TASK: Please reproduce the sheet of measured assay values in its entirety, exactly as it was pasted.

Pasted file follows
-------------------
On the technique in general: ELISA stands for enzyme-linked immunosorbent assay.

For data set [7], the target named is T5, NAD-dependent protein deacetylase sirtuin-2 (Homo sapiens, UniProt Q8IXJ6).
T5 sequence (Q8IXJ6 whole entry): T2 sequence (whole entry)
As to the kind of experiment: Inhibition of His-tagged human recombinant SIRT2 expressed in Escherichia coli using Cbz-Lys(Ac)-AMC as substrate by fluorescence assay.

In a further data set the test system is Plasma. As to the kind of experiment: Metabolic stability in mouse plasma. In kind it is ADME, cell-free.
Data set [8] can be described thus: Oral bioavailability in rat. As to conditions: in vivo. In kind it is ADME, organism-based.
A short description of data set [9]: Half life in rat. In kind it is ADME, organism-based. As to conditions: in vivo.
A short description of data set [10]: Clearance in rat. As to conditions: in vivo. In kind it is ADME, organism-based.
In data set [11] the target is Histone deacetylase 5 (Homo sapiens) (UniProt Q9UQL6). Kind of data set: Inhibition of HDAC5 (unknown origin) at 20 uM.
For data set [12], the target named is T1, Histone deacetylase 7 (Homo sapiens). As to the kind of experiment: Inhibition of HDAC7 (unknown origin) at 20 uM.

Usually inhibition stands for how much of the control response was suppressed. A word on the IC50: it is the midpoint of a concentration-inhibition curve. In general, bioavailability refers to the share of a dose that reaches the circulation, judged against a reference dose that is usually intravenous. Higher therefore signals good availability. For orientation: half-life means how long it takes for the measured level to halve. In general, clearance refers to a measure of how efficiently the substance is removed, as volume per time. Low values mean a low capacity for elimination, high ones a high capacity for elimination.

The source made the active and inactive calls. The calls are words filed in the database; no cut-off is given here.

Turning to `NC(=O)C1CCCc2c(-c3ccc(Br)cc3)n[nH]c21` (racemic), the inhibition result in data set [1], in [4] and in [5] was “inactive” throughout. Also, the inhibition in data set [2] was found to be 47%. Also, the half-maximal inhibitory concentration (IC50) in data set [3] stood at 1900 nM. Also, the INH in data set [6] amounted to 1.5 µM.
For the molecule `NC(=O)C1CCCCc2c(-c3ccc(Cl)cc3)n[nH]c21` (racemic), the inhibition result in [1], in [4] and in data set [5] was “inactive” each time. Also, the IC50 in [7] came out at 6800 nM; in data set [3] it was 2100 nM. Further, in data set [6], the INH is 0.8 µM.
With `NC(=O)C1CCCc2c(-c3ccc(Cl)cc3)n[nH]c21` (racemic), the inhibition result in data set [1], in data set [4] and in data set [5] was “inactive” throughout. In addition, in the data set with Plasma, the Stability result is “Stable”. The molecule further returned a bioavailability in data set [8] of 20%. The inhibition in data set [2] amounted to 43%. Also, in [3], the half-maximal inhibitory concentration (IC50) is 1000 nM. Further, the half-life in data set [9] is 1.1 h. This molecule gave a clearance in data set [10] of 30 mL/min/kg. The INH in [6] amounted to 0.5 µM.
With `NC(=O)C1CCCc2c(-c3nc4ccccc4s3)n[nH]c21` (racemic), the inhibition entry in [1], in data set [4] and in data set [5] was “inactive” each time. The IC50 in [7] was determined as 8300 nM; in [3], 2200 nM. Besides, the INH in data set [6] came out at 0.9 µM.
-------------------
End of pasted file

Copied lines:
On the technique in general: ELISA stands for enzyme-linked immunosorbent assay.

For data set [7], the target named is T5, NAD-dependent protein deacetylase sirtuin-2 (Homo sapiens, UniProt Q8IXJ6).
T5 sequence (Q8IXJ6 whole entry): T2 sequence (whole entry)
As to the kind of experiment: Inhibition of His-tagged human recombinant SIRT2 expressed in Escherichia coli using Cbz-Lys(Ac)-AMC as substrate by fluorescence assay.

In a further data set the test system is Plasma. As to the kind of experiment: Metabolic stability in mouse plasma. In kind it is ADME, cell-free.
Data set [8] can be described thus: Oral bioavailability in rat. As to conditions: in vivo. In kind it is ADME, organism-based.
A short description of data set [9]: Half life in rat. In kind it is ADME, organism-based. As to conditions: in vivo.
A short description of data set [10]: Clearance in rat. As to conditions: in vivo. In kind it is ADME, organism-based.
In data set [11] the target is Histone deacetylase 5 (Homo sapiens) (UniProt Q9UQL6). Kind of data set: Inhibition of HDAC5 (unknown origin) at 20 uM.
For data set [12], the target named is T1, Histone deacetylase 7 (Homo sapiens). As to the kind of experiment: Inhibition of HDAC7 (unknown origin) at 20 uM.

Usually inhibition stands for how much of the control response was suppressed. A word on the IC50: it is the midpoint of a concentration-inhibition curve. In general, bioavailability refers to the share of a dose that reaches the circulation, judged against a reference dose that is usually intravenous. Higher therefore signals good availability. For orientation: half-life means how long it takes for the measured level to halve. In general, clearance refers to a measure of how efficiently the substance is removed, as volume per time. Low values mean a low capacity for elimination, high ones a high capacity for elimination.

The source made the active and inactive calls. The calls are words filed in the database; no cut-off is given here.

Turning to `NC(=O)C1CCCc2c(-c3ccc(Br)cc3)n[nH]c21` (racemic), the inhibition result in data set [1], in [4] and in [5] was “inactive” throughout. Also, the inhibition in data set [2] was found to be 47%. Also, the half-maximal inhibitory concentration (IC50) in data set [3] stood at 1900 nM. Also, the INH in data set [6] amounted to 1.5 µM.
For the molecule `NC(=O)C1CCCCc2c(-c3ccc(Cl)cc3)n[nH]c21` (racemic), the inhibition result in [1], in [4] and in data set [5] was “inactive” each time. Also, the IC50 in [7] came out at 6800 nM; in data set [3] it was 2100 nM. Further, in data set [6], the INH is 0.8 µM.
With `NC(=O)C1CCCc2c(-c3ccc(Cl)cc3)n[nH]c21` (racemic), the inhibition result in data set [1], in data set [4] and in data set [5] was “inactive” throughout. In addition, in the data set with Plasma, the Stability result is “Stable”. The molecule further returned a bioavailability in data set [8] of 20%. The inhibition in data set [2] amounted to 43%. Also, in [3], the half-maximal inhibitory concentration (IC50) is 1000 nM. Further, the half-life in data set [9] is 1.1 h. This molecule gave a clearance in data set [10] of 30 mL/min/kg. The INH in [6] amounted to 0.5 µM.
With `NC(=O)C1CCCc2c(-c3nc4ccccc4s3)n[nH]c21` (racemic), the inhibition entry in [1], in data set [4] and in data set [5] was “inactive” each time. The IC50 in [7] was determined as 8300 nM; in [3], 2200 nM. Besides, the INH in data set [6] came out at 0.9 µM.